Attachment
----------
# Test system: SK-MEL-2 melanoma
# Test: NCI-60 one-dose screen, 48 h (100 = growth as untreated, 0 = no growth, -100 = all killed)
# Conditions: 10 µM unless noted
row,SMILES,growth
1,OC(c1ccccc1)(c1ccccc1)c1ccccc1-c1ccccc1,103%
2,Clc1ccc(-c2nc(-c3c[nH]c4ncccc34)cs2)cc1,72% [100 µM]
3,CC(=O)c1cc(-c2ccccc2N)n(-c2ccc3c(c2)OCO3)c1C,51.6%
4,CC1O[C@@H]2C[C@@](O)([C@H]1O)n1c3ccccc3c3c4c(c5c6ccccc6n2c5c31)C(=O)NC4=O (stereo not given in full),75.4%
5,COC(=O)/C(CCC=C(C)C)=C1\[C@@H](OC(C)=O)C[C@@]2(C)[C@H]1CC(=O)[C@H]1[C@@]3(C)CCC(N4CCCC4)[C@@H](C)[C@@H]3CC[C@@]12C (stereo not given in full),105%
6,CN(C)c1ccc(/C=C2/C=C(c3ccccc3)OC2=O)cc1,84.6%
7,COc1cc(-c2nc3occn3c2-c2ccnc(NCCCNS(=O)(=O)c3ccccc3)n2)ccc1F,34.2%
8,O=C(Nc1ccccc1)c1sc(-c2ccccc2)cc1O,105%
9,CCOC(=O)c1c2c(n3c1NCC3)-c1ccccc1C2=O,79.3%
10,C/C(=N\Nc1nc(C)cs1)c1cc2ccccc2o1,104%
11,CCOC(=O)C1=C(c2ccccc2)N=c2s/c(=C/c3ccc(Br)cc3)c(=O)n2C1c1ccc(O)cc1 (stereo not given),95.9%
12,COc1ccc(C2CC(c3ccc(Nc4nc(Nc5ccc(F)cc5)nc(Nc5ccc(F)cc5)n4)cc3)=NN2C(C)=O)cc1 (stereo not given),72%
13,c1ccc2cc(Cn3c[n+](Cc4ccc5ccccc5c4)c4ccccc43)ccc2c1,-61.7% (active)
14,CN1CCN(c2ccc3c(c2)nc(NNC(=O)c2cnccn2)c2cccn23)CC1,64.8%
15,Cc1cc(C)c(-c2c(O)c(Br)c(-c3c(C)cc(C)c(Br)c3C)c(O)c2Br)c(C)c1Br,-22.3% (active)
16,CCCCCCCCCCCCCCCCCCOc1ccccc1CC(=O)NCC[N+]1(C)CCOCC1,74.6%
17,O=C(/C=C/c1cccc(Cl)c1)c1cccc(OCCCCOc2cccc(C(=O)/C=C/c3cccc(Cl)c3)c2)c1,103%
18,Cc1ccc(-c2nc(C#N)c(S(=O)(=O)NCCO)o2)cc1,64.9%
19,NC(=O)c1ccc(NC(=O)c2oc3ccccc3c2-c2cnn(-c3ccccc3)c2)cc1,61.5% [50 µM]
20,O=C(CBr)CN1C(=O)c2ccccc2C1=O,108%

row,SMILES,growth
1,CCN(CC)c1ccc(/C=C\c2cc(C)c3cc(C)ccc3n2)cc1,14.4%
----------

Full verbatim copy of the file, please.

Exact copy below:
# Test system: SK-MEL-2 melanoma
# Test: NCI-60 one-dose screen, 48 h (100 = growth as untreated, 0 = no growth, -100 = all killed)
# Conditions: 10 µM unless noted
row,SMILES,growth
1,OC(c1ccccc1)(c1ccccc1)c1ccccc1-c1ccccc1,103%
2,Clc1ccc(-c2nc(-c3c[nH]c4ncccc34)cs2)cc1,72% [100 µM]
3,CC(=O)c1cc(-c2ccccc2N)n(-c2ccc3c(c2)OCO3)c1C,51.6%
4,CC1O[C@@H]2C[C@@](O)([C@H]1O)n1c3ccccc3c3c4c(c5c6ccccc6n2c5c31)C(=O)NC4=O (stereo not given in full),75.4%
5,COC(=O)/C(CCC=C(C)C)=C1\[C@@H](OC(C)=O)C[C@@]2(C)[C@H]1CC(=O)[C@H]1[C@@]3(C)CCC(N4CCCC4)[C@@H](C)[C@@H]3CC[C@@]12C (stereo not given in full),105%
6,CN(C)c1ccc(/C=C2/C=C(c3ccccc3)OC2=O)cc1,84.6%
7,COc1cc(-c2nc3occn3c2-c2ccnc(NCCCNS(=O)(=O)c3ccccc3)n2)ccc1F,34.2%
8,O=C(Nc1ccccc1)c1sc(-c2ccccc2)cc1O,105%
9,CCOC(=O)c1c2c(n3c1NCC3)-c1ccccc1C2=O,79.3%
10,C/C(=N\Nc1nc(C)cs1)c1cc2ccccc2o1,104%
11,CCOC(=O)C1=C(c2ccccc2)N=c2s/c(=C/c3ccc(Br)cc3)c(=O)n2C1c1ccc(O)cc1 (stereo not given),95.9%
12,COc1ccc(C2CC(c3ccc(Nc4nc(Nc5ccc(F)cc5)nc(Nc5ccc(F)cc5)n4)cc3)=NN2C(C)=O)cc1 (stereo not given),72%
13,c1ccc2cc(Cn3c[n+](Cc4ccc5ccccc5c4)c4ccccc43)ccc2c1,-61.7% (active)
14,CN1CCN(c2ccc3c(c2)nc(NNC(=O)c2cnccn2)c2cccn23)CC1,64.8%
15,Cc1cc(C)c(-c2c(O)c(Br)c(-c3c(C)cc(C)c(Br)c3C)c(O)c2Br)c(C)c1Br,-22.3% (active)
16,CCCCCCCCCCCCCCCCCCOc1ccccc1CC(=O)NCC[N+]1(C)CCOCC1,74.6%
17,O=C(/C=C/c1cccc(Cl)c1)c1cccc(OCCCCOc2cccc(C(=O)/C=C/c3cccc(Cl)c3)c2)c1,103%
18,Cc1ccc(-c2nc(C#N)c(S(=O)(=O)NCCO)o2)cc1,64.9%
19,NC(=O)c1ccc(NC(=O)c2oc3ccccc3c2-c2cnn(-c3ccccc3)c2)cc1,61.5% [50 µM]
20,O=C(CBr)CN1C(=O)c2ccccc2C1=O,108%

row,SMILES,growth
1,CCN(CC)c1ccc(/C=C\c2cc(C)c3cc(C)ccc3n2)cc1,14.4%